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7 Trending Skin and Hair Helpers You Might Be Using Wrong

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7 Trending Skin and Hair Helpers You Might Be Using Wrong featured image
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When a product isn’t doing what it promises to do, sometimes it’s not the product itself but how we’re using it. If you’re doing it wrong, there’s no way it’s going to work the way its intended. I learned quickly when I went to the dermatologist to ask why my pigment-correcting cream was working for everyone else but me. “You’re doing it wrong!” she said and quickly filled me in on my user error.

To get the most out of your beautifiers, sometimes it takes a little practice and some good advice. For these six commonly used skin and hair solutions, it may take a little more time reading the label and a few trys before you get it right.

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Melting Cleansers

Dr. Dennis Gross Hyaluronic Marine Meltaway Cleanser ($30) quickly emulsifies to remove all makeup and impurities gently and effectively without stripping your skin—as long as you don’t add water! Cleansing habits will have you trying to add water to get a foamy lather, but we heard from Dr. Gross himself that this cleanser is meant to be applied on dry skin and wiped off with a microfiber towel and zero rinsing. “This oil-free cleanser effortlessly melts away all impurities while delivering soothing and hydrating ingredients, leaving skin balanced, refreshed and glowing,” he says.

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Clear Brow Gel

Celebrity brow expert Dani Kimiko Vincent says to use clear brow gel the right way, think about it as a tool to enhance your natural shape and texture without overdoing it. “To achieve that fresh and low-fuss look, opt for a brow pencil that isn’t overly pigmented or too soft. Use a light hand to fill sparse areas while preserving those natural spaces between brow hairs. Choose a clear gel like Kimiko Beauty The Brow Sensei ($33) to fluff and pick up the fronts, then gradually taper the lift throughout the last two thirds of the brow. Use the tapered micro-brush tip to adjust any overly spiked hairs in the arch towards the tail.“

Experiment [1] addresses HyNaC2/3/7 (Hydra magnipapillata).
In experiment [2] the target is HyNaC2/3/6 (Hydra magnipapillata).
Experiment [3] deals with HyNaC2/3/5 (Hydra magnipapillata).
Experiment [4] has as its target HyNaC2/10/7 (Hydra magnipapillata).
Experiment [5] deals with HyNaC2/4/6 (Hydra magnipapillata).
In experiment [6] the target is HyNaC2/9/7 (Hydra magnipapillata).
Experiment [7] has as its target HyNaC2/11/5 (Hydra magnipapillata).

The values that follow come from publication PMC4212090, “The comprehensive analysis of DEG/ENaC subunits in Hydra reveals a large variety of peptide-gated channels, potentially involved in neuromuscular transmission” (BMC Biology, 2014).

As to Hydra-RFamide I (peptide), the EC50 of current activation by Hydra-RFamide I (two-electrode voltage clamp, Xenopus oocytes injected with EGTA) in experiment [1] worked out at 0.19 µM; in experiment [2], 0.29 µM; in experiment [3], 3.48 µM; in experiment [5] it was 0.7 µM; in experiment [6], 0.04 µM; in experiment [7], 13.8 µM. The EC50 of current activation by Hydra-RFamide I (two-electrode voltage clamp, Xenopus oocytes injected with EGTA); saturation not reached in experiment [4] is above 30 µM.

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Scalp Serums

The new hair and scalp care landscape can be difficult to navigate, and trichologist Bridgette Hill says it’s important to note that scalp serums and topicals should be viewed as hair-loss prevention products verses hair-growth products. “There is no serum or active ingredient to date that is proven to grow hair. No product can regrow a dead hair follicle, meaning a hair follicle without viable blood source.” Hill has several favorites she recommends, including Dr. Barbara Sturm Scalp Serum ($100). “The benefit of hair-loss serums and topicals is that they restore and reinvigorate hair follicles that are being impacted by root causes and underlying factors that disrupt the hair growth cycle, disturbance in cellular turnover, or deterioration of the hair follicle as a result of being deprived of the nutrients and energy to thrive and form a healthy hair fiber.” To allow the serum do its thing, apply it your scalp after cleansing and use the tips of your fingers to massage it into your scalp and hair. Don’t rinse it out but let it penetrate to work its magic.

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Temporary Skin Tighteners